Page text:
Silver birch forest in Gullmarsskogen National Park in Sweden. The trees contain the raw material for the Stone Age equivalent of superglue.
Silver birch forest in Gullmarsskogen National Park in Sweden. The trees contain the raw material for the Stone Age equivalent of superglue. Wikimedia

Stone Age superglue

Birch bark pitch is the oldest all-purpose adhesive in history. Ötzi used birch pitch to affix his arrowheads to the shafts of the arrows; other prehistoric peoples glued broken pottery with birch pitch, or sealed canoes with it. Recently, science has also solved the mystery of how it was produced.

Thomas Weibel

Thomas Weibel

Thomas Weibel is a journalist and Professor of Media Engineering at the Fachhochschule Graubünden and the Hochschule der Künste in Berne.

A human torso protruded from the glacier, slumped forward, the mummified head facedown in the ice. The gruesome find made by German couple Erika and Helmut Simon on 19 September 1991, while they were enjoying a hike on the Tisenjoch, would rapidly become an archaeological sensation. The man who died here, on the border between Austria and Italy, was not a mountaineer who had met with an accident, but a hunter from the late Neolithic Age, and extensive investigations have shown that his death around 5,300 years ago was no accident; it was murder: “Ötzi”, as the Stone Age hunter quickly became known, had been hit in the back by an arrow whose flint tip was embedded two centimetres deep in his left shoulder blade, and the victim bled to death.
TV documentary about Ötzi. YouTube
The Stone Age hunter’s lonely death in the small dip between the Schnalstal and Ötztal valleys has given scientists unexpectedly detailed insights into an age long past. Ötzi’s elaborately sewn clothing, his flint dagger and precious copper axe, the yew bow more than 1.8 metres in length, the deerskin quiver and the 14 arrows it contained – all these finds abruptly cast everyday hunter-gatherer life in the Copper Age in a completely new light. One detail still astonishes archaeologists today. Two of Ötzi’s arrows were ready for shooting, fitted with triple radial fletching and razor-sharp flint points that had been carefully glued to the shaft with birch pitch.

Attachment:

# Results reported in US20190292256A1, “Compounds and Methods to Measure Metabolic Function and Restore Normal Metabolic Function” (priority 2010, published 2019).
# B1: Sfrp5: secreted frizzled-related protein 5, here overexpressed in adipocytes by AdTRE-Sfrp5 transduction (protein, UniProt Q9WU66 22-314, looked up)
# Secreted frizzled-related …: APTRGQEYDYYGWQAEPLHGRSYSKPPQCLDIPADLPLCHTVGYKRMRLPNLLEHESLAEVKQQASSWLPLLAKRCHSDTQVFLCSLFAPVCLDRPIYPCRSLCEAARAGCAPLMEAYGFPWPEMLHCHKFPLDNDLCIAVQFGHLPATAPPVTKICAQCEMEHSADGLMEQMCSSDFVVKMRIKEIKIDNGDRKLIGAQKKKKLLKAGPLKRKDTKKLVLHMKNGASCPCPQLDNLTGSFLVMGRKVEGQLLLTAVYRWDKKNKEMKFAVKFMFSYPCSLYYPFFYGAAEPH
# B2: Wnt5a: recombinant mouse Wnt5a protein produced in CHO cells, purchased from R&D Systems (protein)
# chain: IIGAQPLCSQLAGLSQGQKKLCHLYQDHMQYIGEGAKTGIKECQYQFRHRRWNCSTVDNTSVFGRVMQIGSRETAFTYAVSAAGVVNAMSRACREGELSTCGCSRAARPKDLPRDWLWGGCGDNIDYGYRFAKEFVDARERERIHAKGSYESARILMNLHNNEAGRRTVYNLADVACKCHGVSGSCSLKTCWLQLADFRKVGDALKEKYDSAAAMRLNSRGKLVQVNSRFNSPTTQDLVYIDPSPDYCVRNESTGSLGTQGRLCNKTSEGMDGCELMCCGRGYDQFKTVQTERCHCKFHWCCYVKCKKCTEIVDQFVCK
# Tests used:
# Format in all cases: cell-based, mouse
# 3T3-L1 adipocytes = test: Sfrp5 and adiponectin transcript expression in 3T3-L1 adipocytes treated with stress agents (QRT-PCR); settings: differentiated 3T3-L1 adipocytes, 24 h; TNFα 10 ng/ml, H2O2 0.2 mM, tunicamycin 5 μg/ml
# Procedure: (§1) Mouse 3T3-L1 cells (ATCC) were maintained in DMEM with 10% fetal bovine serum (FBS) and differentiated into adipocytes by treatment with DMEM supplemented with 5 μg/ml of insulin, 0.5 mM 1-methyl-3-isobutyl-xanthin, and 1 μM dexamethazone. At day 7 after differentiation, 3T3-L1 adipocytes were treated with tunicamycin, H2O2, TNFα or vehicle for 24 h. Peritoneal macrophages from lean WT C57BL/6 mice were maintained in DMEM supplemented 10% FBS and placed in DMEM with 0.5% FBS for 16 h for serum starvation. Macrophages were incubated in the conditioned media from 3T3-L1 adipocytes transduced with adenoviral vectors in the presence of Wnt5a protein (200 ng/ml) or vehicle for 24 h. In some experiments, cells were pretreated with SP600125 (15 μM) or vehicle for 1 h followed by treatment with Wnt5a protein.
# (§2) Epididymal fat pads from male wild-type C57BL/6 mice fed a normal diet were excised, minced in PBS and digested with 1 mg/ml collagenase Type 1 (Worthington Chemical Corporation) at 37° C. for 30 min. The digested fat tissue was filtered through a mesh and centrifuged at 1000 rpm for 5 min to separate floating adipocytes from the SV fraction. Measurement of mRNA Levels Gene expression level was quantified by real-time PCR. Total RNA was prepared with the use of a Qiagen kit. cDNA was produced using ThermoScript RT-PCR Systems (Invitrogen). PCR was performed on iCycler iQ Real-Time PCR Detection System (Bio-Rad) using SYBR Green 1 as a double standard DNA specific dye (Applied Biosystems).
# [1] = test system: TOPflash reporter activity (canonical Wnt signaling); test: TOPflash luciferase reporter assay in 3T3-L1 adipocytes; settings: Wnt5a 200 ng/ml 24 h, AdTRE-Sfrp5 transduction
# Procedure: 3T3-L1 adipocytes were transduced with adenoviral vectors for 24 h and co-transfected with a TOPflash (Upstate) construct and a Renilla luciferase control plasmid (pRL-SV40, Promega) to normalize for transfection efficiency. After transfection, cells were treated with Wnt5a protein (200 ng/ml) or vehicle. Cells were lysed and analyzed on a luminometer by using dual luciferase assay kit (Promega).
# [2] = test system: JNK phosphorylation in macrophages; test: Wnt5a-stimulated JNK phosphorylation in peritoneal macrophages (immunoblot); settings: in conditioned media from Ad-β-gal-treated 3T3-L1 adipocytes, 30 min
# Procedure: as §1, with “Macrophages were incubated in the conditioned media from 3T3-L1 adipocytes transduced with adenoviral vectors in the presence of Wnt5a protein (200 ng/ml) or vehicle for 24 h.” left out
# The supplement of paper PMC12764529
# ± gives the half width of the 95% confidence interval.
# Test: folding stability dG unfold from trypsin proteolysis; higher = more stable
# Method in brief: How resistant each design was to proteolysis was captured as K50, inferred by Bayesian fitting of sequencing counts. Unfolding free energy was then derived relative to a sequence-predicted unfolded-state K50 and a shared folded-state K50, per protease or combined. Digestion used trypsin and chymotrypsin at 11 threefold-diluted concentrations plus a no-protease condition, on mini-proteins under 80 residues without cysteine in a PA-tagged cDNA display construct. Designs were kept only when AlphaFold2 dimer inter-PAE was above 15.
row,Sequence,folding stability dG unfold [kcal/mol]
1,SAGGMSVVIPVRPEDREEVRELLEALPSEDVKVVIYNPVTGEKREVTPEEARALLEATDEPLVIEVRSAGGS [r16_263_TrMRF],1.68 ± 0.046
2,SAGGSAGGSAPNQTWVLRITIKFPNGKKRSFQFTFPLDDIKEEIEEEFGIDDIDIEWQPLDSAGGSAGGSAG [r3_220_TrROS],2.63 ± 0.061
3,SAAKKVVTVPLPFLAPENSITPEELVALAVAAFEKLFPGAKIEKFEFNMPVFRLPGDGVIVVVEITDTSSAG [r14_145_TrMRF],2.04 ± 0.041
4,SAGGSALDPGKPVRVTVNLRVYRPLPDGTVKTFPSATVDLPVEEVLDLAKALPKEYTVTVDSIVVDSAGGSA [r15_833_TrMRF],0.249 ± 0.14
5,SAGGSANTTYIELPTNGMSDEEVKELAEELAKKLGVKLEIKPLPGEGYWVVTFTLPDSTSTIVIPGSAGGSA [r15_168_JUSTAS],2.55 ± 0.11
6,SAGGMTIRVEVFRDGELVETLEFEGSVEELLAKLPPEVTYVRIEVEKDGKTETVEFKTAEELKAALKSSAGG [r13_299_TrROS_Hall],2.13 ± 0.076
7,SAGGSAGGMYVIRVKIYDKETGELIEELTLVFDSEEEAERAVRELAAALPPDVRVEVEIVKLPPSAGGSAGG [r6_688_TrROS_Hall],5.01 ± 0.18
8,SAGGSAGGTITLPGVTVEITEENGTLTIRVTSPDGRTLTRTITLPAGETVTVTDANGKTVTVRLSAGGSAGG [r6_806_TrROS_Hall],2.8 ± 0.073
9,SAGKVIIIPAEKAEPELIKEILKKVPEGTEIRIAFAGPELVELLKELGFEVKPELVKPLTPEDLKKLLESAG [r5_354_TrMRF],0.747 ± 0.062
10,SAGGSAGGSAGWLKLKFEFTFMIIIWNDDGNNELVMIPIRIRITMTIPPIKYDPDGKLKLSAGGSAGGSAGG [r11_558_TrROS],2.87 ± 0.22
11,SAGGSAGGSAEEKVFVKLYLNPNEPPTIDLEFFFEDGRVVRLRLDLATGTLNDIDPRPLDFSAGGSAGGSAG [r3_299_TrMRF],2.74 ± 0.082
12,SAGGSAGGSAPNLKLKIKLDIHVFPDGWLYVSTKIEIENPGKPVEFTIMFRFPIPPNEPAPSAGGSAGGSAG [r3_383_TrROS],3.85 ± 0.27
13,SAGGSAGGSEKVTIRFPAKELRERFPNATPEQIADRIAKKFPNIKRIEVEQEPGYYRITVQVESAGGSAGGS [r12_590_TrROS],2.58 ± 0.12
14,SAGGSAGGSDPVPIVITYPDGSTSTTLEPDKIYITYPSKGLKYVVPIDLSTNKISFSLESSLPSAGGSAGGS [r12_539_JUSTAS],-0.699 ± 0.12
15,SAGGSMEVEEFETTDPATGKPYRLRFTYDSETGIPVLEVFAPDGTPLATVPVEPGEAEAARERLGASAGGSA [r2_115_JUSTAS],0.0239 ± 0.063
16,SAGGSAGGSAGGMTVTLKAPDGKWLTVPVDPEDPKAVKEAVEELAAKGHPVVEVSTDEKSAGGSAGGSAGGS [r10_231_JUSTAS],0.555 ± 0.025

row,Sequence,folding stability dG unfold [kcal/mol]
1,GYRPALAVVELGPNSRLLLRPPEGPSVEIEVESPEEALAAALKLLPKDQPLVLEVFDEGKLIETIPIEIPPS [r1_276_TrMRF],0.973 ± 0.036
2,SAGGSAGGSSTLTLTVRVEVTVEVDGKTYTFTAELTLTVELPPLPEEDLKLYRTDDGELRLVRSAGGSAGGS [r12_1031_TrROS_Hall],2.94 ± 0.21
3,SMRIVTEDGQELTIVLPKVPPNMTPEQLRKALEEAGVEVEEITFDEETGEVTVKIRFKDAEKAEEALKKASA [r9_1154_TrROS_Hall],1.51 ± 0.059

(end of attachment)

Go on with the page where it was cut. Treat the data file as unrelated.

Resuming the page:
One of Ötzi’s arrowheads (front and rear faces), which was affixed to the arrow shaft with birch pitch.
One of Ötzi’s arrowheads (front and rear faces), which was affixed to the arrow shaft with birch pitch. Wikimedia
Reconstruction of Stone Age hunter Ötzi, with his weapons and axe.
Reconstruction of Stone Age hunter Ötzi, with his weapons and axe. Wikimedia
Birch pitch, also known as birch tar, is a black, viscous mass with a strong smell. It has been known for decades that the substance was used as a highly potent all-purpose adhesive as early as 45,000 years ago; other sources believe the Neanderthals were using birch pitch more than 200,000 years ago. It was used to attach stone blades to wooden handles, or to glue broken pottery. Birch pitch was even used for waterproofing canoes and boats. The substance has been found at numerous campsites and settlements dating from the Mesolithic and Neolithic periods – including in Switzerland. During the excavation of a 5,700-year-old settlement at Oberrisch on Lake Zug, for example, 18 large pieces of birch pitch, now on display in the Museum of Prehistory in Zug, were found within the footprint of a Stone Age house.
Pieces of birch pitch bearing tooth marks from the Hornstaad lake dwelling settlement on Lake Constance.
Pieces of birch pitch bearing tooth marks from the Hornstaad lake dwelling settlement on Lake Constance. Archäologisches Landesmuseum Baden Württemberg